WikiLeaks founder lurks beyond grip of US law
The Constitution clearly bans so-called ex post facto laws so that the government can't toss someone in jail for something that was legal at the time it was done.
Attorney General Eric Holder wants us all to know that the Justice Department has begun a deadserious probe into WikiLeaks's release of hundreds of thousands of internal government documents, many of them classified.
It is an "active, ongoing criminal investigation," he told reporters this week as news stories stemming from the document dump appeared.
President Barack Obama's top spokesman went further. Robert Gibbs called those responsible "criminals, first and foremost."
You can say that WikiLeaks founder Julian Assange is reckless and dangerous for making the documents public.
You can say he's hurt the international conversation among diplomats and endangered the lives of innocent people who have helped the U.S. in time of war, people who staked their lives on promises of anonymity.
But before you call someone a criminal, you have to have a law that you can say he broke. Holder is going to have a hard time doing that with Assange.
If the attorney general were confident, he wouldn't have answered a reporter's question about difficulties in prosecuting Assange this way:
"To the extent there are gaps in the laws, we will move to close those gaps."
This is essentially an acknowledgement of a hole in the law. And even if prosecutors can leap across that, they'd then face a really big hurdle in the form of the First Amendment.
Yes, Congress can pass new laws and amend old ones, and would no doubt be happy to do so if it meant locking up Assange. But it wouldn't.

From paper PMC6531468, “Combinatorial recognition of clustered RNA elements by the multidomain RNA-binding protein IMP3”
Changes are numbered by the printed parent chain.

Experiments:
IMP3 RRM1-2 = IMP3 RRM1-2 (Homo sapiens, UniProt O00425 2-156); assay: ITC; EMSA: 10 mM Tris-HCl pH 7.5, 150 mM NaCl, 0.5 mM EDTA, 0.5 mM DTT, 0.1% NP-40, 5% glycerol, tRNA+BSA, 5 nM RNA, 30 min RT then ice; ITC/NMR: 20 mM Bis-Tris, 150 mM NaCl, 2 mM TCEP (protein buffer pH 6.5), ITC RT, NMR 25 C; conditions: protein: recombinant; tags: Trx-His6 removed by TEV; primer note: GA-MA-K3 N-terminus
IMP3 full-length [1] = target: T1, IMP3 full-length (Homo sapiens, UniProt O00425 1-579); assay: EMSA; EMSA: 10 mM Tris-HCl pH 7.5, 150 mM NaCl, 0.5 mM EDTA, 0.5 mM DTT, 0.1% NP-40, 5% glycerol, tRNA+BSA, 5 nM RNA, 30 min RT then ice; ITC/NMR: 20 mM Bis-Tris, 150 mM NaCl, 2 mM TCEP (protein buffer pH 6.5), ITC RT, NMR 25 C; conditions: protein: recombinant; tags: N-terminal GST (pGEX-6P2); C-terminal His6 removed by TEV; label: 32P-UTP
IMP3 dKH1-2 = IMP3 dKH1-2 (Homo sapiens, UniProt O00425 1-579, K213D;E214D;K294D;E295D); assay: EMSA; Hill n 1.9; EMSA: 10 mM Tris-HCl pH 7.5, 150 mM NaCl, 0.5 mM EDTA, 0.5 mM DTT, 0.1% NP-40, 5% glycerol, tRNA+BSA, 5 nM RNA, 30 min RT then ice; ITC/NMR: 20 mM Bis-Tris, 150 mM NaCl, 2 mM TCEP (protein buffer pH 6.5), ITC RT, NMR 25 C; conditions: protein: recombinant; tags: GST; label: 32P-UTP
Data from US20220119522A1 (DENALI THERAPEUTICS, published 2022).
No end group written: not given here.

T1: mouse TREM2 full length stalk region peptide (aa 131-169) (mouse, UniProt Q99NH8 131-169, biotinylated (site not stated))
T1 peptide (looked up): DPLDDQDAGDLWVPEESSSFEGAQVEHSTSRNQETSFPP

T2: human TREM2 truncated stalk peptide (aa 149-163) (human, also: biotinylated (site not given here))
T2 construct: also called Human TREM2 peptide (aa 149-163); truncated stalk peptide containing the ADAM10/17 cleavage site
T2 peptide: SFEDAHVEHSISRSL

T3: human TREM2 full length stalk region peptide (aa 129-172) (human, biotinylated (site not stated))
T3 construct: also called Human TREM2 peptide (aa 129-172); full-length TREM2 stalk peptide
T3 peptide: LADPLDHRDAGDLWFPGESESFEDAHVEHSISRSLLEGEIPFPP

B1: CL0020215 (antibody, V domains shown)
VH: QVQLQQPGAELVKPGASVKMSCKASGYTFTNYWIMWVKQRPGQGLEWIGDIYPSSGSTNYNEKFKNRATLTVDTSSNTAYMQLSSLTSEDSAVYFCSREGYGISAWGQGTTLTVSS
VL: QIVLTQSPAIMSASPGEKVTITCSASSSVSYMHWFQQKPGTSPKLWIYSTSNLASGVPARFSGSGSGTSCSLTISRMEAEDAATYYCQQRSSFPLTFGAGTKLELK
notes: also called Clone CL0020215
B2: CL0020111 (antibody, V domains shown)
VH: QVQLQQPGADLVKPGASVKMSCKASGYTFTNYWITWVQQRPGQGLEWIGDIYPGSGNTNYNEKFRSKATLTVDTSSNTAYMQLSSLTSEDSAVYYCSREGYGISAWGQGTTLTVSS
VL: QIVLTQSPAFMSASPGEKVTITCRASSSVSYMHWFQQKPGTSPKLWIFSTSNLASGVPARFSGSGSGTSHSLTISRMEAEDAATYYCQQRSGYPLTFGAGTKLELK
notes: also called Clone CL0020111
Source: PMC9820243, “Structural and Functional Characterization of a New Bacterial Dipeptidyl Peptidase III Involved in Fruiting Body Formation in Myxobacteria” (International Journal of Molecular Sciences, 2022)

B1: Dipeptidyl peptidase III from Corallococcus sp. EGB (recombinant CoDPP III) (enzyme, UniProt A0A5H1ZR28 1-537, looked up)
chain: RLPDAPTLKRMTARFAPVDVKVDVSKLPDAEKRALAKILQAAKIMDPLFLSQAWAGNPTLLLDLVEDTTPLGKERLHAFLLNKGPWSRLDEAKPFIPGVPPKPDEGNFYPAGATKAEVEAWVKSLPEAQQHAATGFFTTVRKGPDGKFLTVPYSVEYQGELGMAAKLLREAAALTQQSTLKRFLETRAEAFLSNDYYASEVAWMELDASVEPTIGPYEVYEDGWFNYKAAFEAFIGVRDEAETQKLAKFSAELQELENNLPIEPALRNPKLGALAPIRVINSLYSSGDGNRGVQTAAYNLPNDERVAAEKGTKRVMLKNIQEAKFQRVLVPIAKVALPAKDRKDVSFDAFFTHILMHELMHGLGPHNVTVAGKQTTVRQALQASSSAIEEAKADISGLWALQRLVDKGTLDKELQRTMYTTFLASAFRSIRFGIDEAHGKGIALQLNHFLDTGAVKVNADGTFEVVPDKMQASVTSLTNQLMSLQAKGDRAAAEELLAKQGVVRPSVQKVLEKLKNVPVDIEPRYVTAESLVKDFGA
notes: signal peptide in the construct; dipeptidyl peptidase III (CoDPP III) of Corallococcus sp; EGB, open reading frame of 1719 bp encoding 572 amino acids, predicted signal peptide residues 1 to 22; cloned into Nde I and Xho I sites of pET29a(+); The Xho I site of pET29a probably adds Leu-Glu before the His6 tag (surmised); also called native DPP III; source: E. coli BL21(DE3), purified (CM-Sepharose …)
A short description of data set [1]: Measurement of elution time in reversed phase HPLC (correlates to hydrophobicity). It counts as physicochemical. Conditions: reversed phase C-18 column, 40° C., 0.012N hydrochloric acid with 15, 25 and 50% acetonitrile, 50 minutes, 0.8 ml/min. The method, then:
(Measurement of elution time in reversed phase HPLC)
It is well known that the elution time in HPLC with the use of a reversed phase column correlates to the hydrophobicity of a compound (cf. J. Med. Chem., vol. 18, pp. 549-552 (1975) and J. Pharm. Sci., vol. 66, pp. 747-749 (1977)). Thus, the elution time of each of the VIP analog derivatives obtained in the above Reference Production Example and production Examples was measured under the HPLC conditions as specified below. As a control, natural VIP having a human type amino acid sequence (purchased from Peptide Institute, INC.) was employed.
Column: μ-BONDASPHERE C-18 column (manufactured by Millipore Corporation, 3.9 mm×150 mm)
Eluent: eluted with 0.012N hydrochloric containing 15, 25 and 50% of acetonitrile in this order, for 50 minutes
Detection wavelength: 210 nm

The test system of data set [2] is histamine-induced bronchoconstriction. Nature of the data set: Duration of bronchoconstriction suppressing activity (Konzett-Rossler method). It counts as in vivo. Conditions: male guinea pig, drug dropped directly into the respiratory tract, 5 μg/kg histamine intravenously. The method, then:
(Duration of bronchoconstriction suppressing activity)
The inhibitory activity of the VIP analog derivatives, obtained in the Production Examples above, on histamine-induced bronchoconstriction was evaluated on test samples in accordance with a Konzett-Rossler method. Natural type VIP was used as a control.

New laws can't criminalize past conduct. The Constitution clearly bans so-called ex post facto laws so that the government can't toss someone in jail for something that was legal at the time it was done.
Besides, even if current law were sufficient, how would authorities bring Assange, an Australian native in hiding outside the U.S., into this country to stand trial?
Presented with this question, Holder told reporters that no one's foreign citizenship or residence would prevent them from being targeted. But that brings us back to this question: on what charge could he be indicted?
Without that, Assange could live next door to Holder and wave at him daily without fear of arrest as the nation's top prosecutor went off to work.
No law criminalizes civilian release of classified information, except in rare circumstance, such as revealing the name of an undercover agent or disclosing secret codes. Britain has an Official Secrets Act, but prosecutions are hard to mount, difficult to win and easy to lambast as politically motivated.
All we've got is that World War I-era spy law, the Espionage Act of 1917. Representative Peter King, the New York Republican and next chairman of the House Homeland Security Committee, sent Holder a letter this week urging him to use the law to charge Assange.
The best shot at making that work would be by proving Assange encouraged the leak and conspired with his inside source to disgorge the documents. An Army private first class has been charged under military law with some of the leaks.
And even if investigators can find a clear conspiracy between the two, a ruling by a federal judge in another case shows it isn't easy to use the spy law to prosecute civilians.
"The government would still have to prove it was potentially damaging to national security, that he knew it was potentially damaging, that he understood that his conduct was unlawful," says Baruch Weiss, a former U.S. prosecutor who helped defend two lobbyists charged with violating that law.
"This would be a messy prosecution," says Weiss, a partner at Arnold & Porter in Washington.
There isn't much court precedent on the point, but the lobbyists got a boost from a 2006 ruling that limited the scope of the broadly written espionage law. The ruling, by U.S. District Judge T. S. Ellis III in Alexandria, Virginia, helped persuade Holder last year to drop the case against the two lobbyists for the American Israel Public Affairs Committee.
They had been charged in 2005 for getting and passing along confidential government information in a way they claimed was perfectly legal and common in Washington.
Any prosecution of Assange would come up against First Amendment issues. How can you criminalize speech, especially political speech, especially on matters of grave public importance? That would seem to fly in the face of the Constitution's promise of a free press and free speech.